Michio Kaku is a futurist, popularizer of science, and theoretical physicist, as well as a bestselling author and the host of two radio programs. He is the co-founder of string field theory (a branch of string theory), and continues Einstein’s search to unite the four fundamental forces of nature into one unified theory. He holds the Henry Semat Chair and Professorship in theoretical physics and a joint appointment at City College of New York and the Graduate Center of C.U.N.Y. He is also a visiting professor at the Institute for Advanced Study in Princeton and is a Fellow of the American Physical Society.
Kaku launched his Big Think blog, "Dr. Kaku's Universe," in March 2010.
Question: Why are there only 11 dimensions in the universe rather than something higher? (Submitted by John Menon)
Michio Kaku: I work in something called String Theory, that’s what I do for a living. In fact, that’s my day job. I’m the co-founder of String Field Theory, one of the main branches of String Theory. The latest version of String Theory is called M-Theory, “M” for membrane. So we now realize that strings can coexist with membranes. So the subatomic particles we see in nature, the quartz, the electrons are nothing but musical notes on a tiny vibrating string.
What is physics? Physics is nothing but the laws of harmony that you can write on vibrating strings. What is chemistry? Chemistry is nothing but the melodies you can play on interacting vibrating strings. What is the universe? The universe is a symphony of vibrating strings. And then what is the mind of God that Albert Einstein eloquently wrote about for the last 30 years of his life? We now, for the first time in history have a candidate for the mind of God. It is, cosmic music resonating through 11 dimensional hyperspace.
So first of all, we are nothing but melodies. We are nothing but cosmic music played out on vibrating strings and membranes. Obeying the laws of physics, which is nothing but the laws of harmony of vibrating strings. But why 11? It turns out that if you write a theory in 15, 17, 18 dimensions, the theory is unstable. It has what are called, anomalies. It has singularities. It turns out that mathematics alone prefers the universe being 11 dimensions.
Now some people have toyed with 12 dimensions. At Harvard University, for example, some of the physicists there have shown that a 12-dimensional theory actually looks very similar to an 11-dimensional theory except it has two times, double times rather than one single time parameter. Now, what would it be like to live in a universe with double time? Well, I remember a movie with David Niven. David Niven played a pilot, who was shot down over the Pacific, but the angels made a mistake, he was not supposed to die that day. And so the angels brought him back to life and said, “Oh, sorry about that. We killed you off by accident; you were not supposed to die today.”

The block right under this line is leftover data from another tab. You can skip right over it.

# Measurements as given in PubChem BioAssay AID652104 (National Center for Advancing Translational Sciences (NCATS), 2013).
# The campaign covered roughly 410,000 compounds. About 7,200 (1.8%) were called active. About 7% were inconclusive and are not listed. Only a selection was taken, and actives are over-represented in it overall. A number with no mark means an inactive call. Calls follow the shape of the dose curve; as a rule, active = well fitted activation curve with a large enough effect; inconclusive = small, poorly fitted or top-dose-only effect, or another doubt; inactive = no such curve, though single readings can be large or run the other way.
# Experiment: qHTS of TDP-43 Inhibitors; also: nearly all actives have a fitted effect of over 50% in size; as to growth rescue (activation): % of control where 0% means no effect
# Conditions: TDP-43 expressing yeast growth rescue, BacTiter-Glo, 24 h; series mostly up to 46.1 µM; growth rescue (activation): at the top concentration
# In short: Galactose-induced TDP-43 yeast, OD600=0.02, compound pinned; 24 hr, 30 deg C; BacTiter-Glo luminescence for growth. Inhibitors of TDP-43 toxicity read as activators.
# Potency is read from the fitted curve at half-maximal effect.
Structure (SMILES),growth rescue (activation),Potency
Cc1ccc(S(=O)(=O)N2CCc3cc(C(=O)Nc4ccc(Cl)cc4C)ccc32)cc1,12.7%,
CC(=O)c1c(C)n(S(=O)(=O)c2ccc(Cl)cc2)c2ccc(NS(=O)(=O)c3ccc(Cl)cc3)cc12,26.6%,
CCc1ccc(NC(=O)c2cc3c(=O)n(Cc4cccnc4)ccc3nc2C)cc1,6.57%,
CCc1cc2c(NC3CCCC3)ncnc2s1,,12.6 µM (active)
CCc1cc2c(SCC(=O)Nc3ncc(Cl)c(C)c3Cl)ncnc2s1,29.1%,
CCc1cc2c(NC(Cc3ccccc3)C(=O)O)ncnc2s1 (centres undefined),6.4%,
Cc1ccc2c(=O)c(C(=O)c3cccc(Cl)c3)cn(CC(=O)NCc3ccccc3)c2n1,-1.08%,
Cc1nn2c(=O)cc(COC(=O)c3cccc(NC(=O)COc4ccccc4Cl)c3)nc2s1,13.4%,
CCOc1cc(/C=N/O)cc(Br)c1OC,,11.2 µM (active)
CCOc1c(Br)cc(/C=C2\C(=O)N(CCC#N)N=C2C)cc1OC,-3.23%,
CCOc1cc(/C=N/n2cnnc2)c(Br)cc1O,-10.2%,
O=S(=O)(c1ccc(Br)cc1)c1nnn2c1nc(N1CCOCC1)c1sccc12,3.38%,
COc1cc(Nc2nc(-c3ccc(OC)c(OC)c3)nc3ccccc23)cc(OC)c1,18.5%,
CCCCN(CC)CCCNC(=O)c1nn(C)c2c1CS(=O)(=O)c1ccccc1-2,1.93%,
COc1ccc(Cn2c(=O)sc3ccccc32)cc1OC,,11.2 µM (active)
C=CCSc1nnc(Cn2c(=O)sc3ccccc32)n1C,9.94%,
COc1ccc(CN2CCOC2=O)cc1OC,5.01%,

So in a great scene, David Niven then walks through a city where time has stopped. Everyone looks like this. And there’s David Niven just wandering around looking at all these people. That’s a world with double time. David Niven has one clock, but everyone else has a separate clock and these two clocks are perpendicular to each other. So if there’s a double time universe, you could walk right into a room, see people frozen in time, while you beat to a different clock. That’s a double time universe.
Now this is called F-Theory, “F” for father, the father of strings. It’s not known whether F-Theory will survive or not; however, M-Theory in 11 dimension is the mother of all strings. And that theory works perfectly fine. So to answer your question, in other dimensions, dimensions beyond 11, we have problems with stability, these theories are unstable, they decay back down to 11 dimensions, they have what are called anomalies, singularities, which kill an ordinary theory. So the mathematics itself forces you to 11 dimensions.
Also because this is a Theory of Everything, there’s more room in higher dimensions to put all the forces together. When you put gravity, electromagnetism and the nuclear force together, four dimensions is not big enough to accommodate all these forces. When you expand to 11 dimensions, bingo, everything forms perfectly well.